|Thursday 01 January 1970 01:00||Buy|
In 1978, the Berlin-born composer Aribert Reimann wrote Lear, an opera born on the urging of the baritone Dietrich Fischer-Dieskau, who was its first, legendary, performer. Unlike other characters by the English bard, Lear is no hero, but rather a victim, not only of his greedy and deceitful daughters, but above all of himself and his haughtiness, which hinder him from recognising the unique and sincere love of Cordelia. Stripped of his possessions and honour, Lear’s descent into madness is unstoppable and violent, as is the music by Reinmann which, mindful of techniques of composition from half a century of history, from the lessons of the second school of Vienna to the experimental anarchy of the post-avant garde, exalts the dramatic extremes of the opera.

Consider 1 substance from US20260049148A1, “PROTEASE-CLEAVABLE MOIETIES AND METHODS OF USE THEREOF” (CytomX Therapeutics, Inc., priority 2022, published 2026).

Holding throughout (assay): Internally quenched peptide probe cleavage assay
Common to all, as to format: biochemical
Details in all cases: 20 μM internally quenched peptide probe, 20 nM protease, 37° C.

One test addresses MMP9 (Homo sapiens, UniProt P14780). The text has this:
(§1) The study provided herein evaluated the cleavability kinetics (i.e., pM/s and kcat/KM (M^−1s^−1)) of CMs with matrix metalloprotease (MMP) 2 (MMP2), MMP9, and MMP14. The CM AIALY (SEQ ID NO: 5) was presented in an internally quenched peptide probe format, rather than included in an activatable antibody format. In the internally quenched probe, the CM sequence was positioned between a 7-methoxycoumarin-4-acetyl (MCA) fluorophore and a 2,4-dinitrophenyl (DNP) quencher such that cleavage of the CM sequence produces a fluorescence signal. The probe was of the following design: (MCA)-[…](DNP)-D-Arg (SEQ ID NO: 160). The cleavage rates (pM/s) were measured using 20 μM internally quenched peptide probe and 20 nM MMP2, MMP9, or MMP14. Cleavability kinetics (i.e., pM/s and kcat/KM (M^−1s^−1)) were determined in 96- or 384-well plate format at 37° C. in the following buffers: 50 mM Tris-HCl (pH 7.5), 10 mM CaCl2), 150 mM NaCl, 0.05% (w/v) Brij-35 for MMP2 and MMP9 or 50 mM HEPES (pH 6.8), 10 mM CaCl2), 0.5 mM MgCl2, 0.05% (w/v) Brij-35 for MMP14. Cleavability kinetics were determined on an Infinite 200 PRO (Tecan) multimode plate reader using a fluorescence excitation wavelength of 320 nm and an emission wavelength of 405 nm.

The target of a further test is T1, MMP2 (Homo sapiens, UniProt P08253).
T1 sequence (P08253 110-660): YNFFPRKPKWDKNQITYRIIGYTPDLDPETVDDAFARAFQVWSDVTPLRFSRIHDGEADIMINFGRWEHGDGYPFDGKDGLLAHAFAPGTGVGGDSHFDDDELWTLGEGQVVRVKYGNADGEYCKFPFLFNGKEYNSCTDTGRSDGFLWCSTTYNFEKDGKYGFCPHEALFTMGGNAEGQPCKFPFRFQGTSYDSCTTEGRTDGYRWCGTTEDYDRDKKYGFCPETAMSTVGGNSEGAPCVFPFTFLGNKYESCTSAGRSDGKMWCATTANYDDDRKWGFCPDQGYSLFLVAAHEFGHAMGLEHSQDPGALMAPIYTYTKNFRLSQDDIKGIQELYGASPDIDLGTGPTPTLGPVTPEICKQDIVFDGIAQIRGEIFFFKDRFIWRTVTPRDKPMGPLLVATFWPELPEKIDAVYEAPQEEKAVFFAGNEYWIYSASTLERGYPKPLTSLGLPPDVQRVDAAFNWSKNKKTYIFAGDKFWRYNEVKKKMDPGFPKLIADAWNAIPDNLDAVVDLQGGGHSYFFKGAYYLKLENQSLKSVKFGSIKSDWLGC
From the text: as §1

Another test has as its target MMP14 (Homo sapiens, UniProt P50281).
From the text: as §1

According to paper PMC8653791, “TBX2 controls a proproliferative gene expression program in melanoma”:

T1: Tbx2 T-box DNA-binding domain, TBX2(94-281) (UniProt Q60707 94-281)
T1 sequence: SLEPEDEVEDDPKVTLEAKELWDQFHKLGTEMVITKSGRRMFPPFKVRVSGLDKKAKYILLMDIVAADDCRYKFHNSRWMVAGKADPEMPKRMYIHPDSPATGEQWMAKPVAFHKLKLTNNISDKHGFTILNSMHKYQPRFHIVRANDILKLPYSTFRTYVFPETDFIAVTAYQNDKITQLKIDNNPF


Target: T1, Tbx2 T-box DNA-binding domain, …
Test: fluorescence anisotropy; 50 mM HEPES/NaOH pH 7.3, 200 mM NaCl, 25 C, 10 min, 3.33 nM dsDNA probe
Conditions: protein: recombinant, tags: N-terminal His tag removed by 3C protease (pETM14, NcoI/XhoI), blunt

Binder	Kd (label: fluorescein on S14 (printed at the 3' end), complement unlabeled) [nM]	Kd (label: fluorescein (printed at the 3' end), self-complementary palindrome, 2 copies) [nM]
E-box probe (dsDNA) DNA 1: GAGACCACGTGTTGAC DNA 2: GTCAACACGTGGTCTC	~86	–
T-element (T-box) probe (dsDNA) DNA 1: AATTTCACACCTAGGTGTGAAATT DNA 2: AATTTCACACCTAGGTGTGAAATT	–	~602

Steaged by Opéra national de Paris